Pam Bondi lawsuit accuses opioid industry of racketeering – Florida Politics

Pam Bondi lawsuit accuses opioid industry of racketeering

Attorney General Pam Bondi filed a racketeering lawsuit Tuesday, blaming five major pharmaceutical companies for instigating the opioid drug crisis and alleging “a campaign of misrepresentations and omissions” about the powerful painkillers to doctors and consumers.

Bondi’s office filed the 54-page complaint in Pasco County, which it identified as among the state’s hardest hit areas, with the highest overdose mortality rate between 2004 and 2012.

“We are in the midst of a national opioid crisis claiming 175 lives a day nationally and 15 lives a day in Florida, and I will not tolerate anyone profiting from the pain and suffering of Floridians,” Bondi said in a written statement.

“The complaint I filed today seeks to hold some of the nation’s largest opioid manufacturers and distributors responsible for their role in this crisis and seeks payment for the pain and destruction their actions have caused Florida and its citizens,” she said.

Agriculture Commissioner Adam Putnam appeared alongside Bondi at a news conference, held Tuesday afternoon at Riverside Recovery of Tampa, a drug and alcohol rehabilitation facility.

“This lawsuit will result in the resources for additional treatment, prevention, awareness, additional facilities, like this, additional tools and support for the men and women in law enforcement, so that we can break the hold that this opioid crisis has on our state and on our nation,” Putnam said.

The lawsuit names Purdue Pharma L.P.; Endo Pharmaceuticals Inc.; Janssen Pharmaceuticals Inc.; Cephalon Inc.; and Allergan PLC.

It also names the following drug distributors: AmerisourceBergen Drug Corp.; Cardinal Health Inc.; McKesson Corp.; and Mallinckrodt LLC.

The complaint alleges violations of Florida RICO and unfair trade practices laws, plus negligence.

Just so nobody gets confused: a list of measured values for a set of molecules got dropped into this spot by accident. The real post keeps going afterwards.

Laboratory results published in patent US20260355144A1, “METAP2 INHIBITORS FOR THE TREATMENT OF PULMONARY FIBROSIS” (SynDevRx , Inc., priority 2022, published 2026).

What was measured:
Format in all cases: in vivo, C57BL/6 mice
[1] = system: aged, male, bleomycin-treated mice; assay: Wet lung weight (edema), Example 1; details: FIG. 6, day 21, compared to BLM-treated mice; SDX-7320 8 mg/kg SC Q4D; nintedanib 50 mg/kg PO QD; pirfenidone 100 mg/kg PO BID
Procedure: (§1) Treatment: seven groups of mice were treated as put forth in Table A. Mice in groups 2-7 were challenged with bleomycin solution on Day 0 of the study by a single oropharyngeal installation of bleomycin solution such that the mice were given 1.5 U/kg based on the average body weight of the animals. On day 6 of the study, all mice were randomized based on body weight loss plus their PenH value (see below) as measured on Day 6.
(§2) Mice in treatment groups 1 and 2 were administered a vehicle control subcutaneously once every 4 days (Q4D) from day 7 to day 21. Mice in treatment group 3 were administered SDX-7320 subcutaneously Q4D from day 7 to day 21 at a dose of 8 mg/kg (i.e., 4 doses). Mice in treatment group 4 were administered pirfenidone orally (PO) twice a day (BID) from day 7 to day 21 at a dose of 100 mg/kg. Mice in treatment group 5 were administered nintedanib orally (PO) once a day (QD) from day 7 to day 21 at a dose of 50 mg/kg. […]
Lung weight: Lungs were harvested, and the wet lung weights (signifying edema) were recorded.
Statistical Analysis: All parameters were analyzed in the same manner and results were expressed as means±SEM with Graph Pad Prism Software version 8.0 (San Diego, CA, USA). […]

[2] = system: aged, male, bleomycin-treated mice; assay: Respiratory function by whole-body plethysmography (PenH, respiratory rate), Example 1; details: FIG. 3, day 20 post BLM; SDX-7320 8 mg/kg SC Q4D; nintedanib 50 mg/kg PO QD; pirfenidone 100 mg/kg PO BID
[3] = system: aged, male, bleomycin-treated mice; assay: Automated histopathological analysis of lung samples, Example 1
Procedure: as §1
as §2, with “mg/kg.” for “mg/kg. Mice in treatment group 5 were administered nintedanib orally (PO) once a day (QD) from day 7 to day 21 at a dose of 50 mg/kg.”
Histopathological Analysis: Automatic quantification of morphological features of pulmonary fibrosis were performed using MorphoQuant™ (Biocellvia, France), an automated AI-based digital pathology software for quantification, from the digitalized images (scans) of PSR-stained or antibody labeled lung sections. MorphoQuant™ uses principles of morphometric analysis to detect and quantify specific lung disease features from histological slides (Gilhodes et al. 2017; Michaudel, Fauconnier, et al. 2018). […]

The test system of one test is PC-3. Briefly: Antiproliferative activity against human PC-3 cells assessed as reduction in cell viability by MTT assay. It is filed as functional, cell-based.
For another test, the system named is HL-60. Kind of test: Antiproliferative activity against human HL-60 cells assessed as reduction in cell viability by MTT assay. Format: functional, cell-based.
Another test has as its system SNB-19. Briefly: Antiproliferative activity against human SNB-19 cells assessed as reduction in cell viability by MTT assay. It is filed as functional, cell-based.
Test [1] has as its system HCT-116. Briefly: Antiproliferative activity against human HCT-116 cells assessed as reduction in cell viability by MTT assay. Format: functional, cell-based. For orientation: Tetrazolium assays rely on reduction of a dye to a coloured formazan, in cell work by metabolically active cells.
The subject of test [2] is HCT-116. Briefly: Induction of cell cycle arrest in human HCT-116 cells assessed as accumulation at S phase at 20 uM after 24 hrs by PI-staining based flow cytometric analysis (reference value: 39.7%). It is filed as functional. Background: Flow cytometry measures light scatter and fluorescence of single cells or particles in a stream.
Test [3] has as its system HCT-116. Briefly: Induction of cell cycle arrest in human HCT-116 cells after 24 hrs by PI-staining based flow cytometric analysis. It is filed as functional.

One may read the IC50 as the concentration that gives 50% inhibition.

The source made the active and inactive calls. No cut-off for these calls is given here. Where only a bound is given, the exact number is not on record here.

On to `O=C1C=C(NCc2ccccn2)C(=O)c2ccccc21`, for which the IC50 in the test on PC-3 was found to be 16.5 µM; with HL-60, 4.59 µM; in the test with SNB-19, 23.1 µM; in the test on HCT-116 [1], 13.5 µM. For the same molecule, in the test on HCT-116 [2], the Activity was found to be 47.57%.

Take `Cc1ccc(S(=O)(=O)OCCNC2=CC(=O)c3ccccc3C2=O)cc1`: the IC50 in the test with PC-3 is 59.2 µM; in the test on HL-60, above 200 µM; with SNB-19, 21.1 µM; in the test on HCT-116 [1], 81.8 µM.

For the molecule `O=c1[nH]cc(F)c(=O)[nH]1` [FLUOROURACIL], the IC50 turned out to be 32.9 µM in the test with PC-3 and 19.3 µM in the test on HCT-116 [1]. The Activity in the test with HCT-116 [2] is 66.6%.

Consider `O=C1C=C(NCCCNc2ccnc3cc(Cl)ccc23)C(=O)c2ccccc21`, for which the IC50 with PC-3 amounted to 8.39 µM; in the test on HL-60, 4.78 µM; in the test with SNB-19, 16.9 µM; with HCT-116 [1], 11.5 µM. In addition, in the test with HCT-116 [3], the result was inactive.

It seeks unspecified monetary damages — including treble damages, designed to discourage egregious misconduct; restitution on behalf of state agencies and consumers; disgorgement of “ill-gotten proceeds;” divestment of any business or real assets linked to the alleged misconduct; and forfeiture of property used to promote the scheme.

“The state of Florida brings this civil action to hold the defendants accountable for unconscionably creating the state of Florida’s opioid public health and financial crisis,” the complaint says.

“The defendants reaped billions of dollars in revenues while causing immense harm to the state of Florida and its citizens, and now they must pay for their role in the crisis and act to remediate the crisis.”

Pasco and Pinellas counties, comprising FDLE District 6, recorded the highest number of oxycodone deaths in the state during 2016, according to the document. That same year, the Pasco County Sheriff’s Office treated nearly 2,00 inmates for opioid addiction. Last year, someone overdosed in Pasco County an average of once every three days.

“The disproportionately high overdose rates were the direct, readily foreseeable result of the shockingly high amounts of opioids which have been funneled into Pasco County throughout the crisis,” the complaint says.

“For example, a single pharmacy in Hudson, Florida — a Pasco County town of 34,000 people — purchased 2.2 million opioid pills in just one year (2011). That same year, another pharmacy dispensed more than 1.4 million opioids in Port Richey, Florida.”

Bondi’s office alleged a “strategic campaign of misrepresentations about the risks and benefits of opioid use to physicians, other prescribers, consumers, pharmacies, and state governmental agencies.”

This, the complaint alleges, included the use of “front organizations” and medical professionals hired to promote opioids without acknowledging that they actually served as the manufacturers’ “mouthpieces.”

“Because they are so dangerous and addictive, Florida imposes obligations on both manufacturers and distributors of opioids aimed at preventing the misuse of these drugs and their diversion into the marketplace for uses other than legitimate medical uses,” the complaint says.